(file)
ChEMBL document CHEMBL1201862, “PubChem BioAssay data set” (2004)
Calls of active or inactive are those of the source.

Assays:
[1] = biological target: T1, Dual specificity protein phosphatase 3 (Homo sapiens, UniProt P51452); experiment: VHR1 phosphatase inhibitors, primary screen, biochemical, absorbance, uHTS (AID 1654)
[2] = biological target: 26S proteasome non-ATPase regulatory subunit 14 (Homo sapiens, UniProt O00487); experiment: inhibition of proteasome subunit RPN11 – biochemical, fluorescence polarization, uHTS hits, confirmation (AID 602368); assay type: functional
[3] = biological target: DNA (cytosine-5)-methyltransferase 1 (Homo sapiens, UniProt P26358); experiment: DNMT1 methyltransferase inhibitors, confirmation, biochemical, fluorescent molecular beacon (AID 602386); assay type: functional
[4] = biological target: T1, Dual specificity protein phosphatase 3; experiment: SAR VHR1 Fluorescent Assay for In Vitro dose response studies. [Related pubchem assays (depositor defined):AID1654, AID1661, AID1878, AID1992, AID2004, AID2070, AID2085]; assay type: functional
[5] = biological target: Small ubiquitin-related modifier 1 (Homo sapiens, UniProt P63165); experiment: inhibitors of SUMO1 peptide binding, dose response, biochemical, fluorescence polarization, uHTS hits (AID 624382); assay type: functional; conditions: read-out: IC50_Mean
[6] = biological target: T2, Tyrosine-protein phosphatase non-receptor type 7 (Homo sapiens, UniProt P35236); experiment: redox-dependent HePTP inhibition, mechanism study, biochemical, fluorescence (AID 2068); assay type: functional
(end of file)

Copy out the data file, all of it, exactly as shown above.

ChEMBL document CHEMBL1201862, “PubChem BioAssay data set” (2004)
Calls of active or inactive are those of the source.

Assays:
[1] = biological target: T1, Dual specificity protein phosphatase 3 (Homo sapiens, UniProt P51452); experiment: VHR1 phosphatase inhibitors, primary screen, biochemical, absorbance, uHTS (AID 1654)
[2] = biological target: 26S proteasome non-ATPase regulatory subunit 14 (Homo sapiens, UniProt O00487); experiment: inhibition of proteasome subunit RPN11 – biochemical, fluorescence polarization, uHTS hits, confirmation (AID 602368); assay type: functional
[3] = biological target: DNA (cytosine-5)-methyltransferase 1 (Homo sapiens, UniProt P26358); experiment: DNMT1 methyltransferase inhibitors, confirmation, biochemical, fluorescent molecular beacon (AID 602386); assay type: functional
[4] = biological target: T1, Dual specificity protein phosphatase 3; experiment: SAR VHR1 Fluorescent Assay for In Vitro dose response studies. [Related pubchem assays (depositor defined):AID1654, AID1661, AID1878, AID1992, AID2004, AID2070, AID2085]; assay type: functional
[5] = biological target: Small ubiquitin-related modifier 1 (Homo sapiens, UniProt P63165); experiment: inhibitors of SUMO1 peptide binding, dose response, biochemical, fluorescence polarization, uHTS hits (AID 624382); assay type: functional; conditions: read-out: IC50_Mean
[6] = biological target: T2, Tyrosine-protein phosphatase non-receptor type 7 (Homo sapiens, UniProt P35236); experiment: redox-dependent HePTP inhibition, mechanism study, biochemical, fluorescence (AID 2068); assay type: functional